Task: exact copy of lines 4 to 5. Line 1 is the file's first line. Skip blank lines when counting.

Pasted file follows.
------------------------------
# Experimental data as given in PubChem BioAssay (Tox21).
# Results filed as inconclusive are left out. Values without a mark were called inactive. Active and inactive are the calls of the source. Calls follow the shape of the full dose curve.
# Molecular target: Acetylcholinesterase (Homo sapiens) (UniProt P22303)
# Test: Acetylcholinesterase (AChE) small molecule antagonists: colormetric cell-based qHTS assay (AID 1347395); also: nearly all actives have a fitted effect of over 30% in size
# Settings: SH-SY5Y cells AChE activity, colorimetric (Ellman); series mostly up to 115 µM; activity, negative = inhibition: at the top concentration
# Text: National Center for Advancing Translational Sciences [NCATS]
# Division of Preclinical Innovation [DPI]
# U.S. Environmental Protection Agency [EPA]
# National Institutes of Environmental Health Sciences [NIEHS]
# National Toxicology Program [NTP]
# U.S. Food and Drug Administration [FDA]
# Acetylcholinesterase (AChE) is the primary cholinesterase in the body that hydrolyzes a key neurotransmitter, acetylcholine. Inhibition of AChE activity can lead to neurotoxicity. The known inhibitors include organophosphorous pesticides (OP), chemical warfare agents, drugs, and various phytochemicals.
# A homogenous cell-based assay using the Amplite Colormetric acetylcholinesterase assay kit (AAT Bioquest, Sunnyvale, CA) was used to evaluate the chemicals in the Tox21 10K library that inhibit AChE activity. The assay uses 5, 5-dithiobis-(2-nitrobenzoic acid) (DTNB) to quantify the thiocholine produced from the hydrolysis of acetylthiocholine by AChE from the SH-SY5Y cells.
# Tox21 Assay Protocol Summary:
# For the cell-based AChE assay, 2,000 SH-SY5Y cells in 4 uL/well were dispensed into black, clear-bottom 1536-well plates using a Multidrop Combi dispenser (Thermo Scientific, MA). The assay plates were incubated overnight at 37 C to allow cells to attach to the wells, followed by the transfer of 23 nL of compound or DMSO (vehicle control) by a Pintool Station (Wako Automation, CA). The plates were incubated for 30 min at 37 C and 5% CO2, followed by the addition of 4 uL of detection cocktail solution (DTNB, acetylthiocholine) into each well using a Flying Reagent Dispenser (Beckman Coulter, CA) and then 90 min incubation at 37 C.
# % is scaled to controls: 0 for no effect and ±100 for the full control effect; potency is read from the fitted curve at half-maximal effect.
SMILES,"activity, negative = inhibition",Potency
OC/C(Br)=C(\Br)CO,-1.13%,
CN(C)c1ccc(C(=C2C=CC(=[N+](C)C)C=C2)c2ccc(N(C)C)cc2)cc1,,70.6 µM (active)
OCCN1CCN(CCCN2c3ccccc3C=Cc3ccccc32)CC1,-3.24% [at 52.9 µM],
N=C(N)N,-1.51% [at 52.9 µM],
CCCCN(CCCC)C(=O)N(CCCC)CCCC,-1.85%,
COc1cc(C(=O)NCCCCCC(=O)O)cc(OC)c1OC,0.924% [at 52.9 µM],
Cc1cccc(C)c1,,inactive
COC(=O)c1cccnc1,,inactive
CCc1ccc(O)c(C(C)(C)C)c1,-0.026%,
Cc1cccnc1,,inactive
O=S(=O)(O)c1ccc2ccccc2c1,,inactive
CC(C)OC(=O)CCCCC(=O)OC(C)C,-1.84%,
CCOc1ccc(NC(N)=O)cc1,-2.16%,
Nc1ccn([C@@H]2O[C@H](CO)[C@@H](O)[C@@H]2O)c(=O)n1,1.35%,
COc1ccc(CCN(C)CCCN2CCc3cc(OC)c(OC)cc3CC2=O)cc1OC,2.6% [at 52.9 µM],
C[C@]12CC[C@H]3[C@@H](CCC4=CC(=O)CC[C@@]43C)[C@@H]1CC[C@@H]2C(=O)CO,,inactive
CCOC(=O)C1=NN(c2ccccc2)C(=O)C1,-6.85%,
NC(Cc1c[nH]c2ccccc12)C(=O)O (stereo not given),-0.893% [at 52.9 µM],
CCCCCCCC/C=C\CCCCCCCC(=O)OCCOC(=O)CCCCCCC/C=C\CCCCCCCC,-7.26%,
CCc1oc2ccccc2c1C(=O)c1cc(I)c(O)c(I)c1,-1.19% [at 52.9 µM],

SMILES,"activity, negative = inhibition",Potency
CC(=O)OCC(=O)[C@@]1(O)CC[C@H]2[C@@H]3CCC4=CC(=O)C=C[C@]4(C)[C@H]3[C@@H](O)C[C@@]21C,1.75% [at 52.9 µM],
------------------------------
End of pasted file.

# Test: Acetylcholinesterase (AChE) small molecule antagonists: colormetric cell-based qHTS assay (AID 1347395); also: nearly all actives have a fitted effect of over 30% in size
# Settings: SH-SY5Y cells AChE activity, colorimetric (Ellman); series mostly up to 115 µM; activity, negative = inhibition: at the top concentration